I like the idea of using stories as vehicles that we can use to carry concepts and principles.  Kind of like sneaking the idea in there, or learning without realising that you’re learning.  I often tell my students that their patient documentation can be thought of as a story…the story of this patient and their condition/injury.  Just like a story has a logical sequence and structure (beginning, middle and end), so too should an assessment have structure.  What are the logical patterns we can use to best convey the story of this patient and our role as physiotherapists in that story?

For the past few months I’ve been trying to get my head around the idea of complexity through simplicity, and this concept of ambiguous micro-stories seems to resonate with that idea.  It’s something that I worked hard on for my doctoral proposal, although I based it on a variation of one of Einstein’s quotes that “Everything should be made as simple as possible, but no simpler”.  For me, Iain’s stories fall into this category of creating stories that can be incredibly complex, but only through incredible simplification.

TEDx Johannesburg is over, so what now?

OK, so TEDx Johannesburg is over, now what? On the flight home I found myself thinking: “OK, that was great and I feel inspired. So what? What do I need to do to make the whole thing worthwhile? Because if I went and saw ordinary people doing extraordinary things and I do nothing as a result, what was the point?”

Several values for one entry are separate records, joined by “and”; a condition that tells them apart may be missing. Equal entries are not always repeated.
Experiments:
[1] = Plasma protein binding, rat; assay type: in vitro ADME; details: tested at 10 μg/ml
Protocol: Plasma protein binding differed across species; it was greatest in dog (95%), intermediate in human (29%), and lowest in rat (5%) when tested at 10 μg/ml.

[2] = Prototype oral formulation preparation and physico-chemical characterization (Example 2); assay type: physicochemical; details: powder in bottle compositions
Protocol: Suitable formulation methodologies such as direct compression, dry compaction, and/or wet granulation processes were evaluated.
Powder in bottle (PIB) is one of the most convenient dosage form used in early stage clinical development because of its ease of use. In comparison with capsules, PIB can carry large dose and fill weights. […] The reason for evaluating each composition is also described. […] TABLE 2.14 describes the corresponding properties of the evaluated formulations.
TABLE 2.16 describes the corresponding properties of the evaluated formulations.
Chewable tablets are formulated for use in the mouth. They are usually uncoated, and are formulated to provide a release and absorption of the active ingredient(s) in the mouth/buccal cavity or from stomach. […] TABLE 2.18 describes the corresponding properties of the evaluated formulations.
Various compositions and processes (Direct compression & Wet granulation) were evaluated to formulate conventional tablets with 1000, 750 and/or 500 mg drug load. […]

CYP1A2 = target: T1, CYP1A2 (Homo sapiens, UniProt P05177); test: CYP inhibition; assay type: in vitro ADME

So now I get to go over my notes and try to make sense of all the cool things I heard and experienced. I’m going to try and think a little bit more deeply about what each of the presentations that moved me actually meant in terms of who I am and what I’m trying to do with my life. I’ll post my notes from each presentation, together with my thoughts on it. Bear in mind that the collection of posts that results is really not for anything other than a way for me to reflect on what happened, and to try and figure out how to move forward with that.  If it happens to be interesting or something more for anyone else who was (or wasn’t) there, then that’s great.

I’m going to push it out by individual presentation over the next week or so, so that it’s more manageable for me to work with, and which also splits the content into discrete chunks that are easier to read. If you presented and don’t see your work here, please don’t be hurt. Not everyone can be all things to all people, and I think the idea that each of us found every presentation to be a life changing experience isn’t really realistic. And besides, you can take solace in the thought that I’m just a small-time blogger, and that you at least got to present at TEDx 🙂  For me at least, the whole was definitely greater than the sum of the parts.

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TEDx Johannesburg

I’ve been a longtime fan of the TED conferences and found out last night about the TEDx conference being held in Johannesburg in a few weeks time.  The theme is “Uplifting communities“, which ties in nicely with the project proposal I submitted to FAIMER last month (see previous post).  So I decided to apply as a speaker for the conference, using the same ideas on innovation in education using emerging technologies.

You can see my speaker profile here.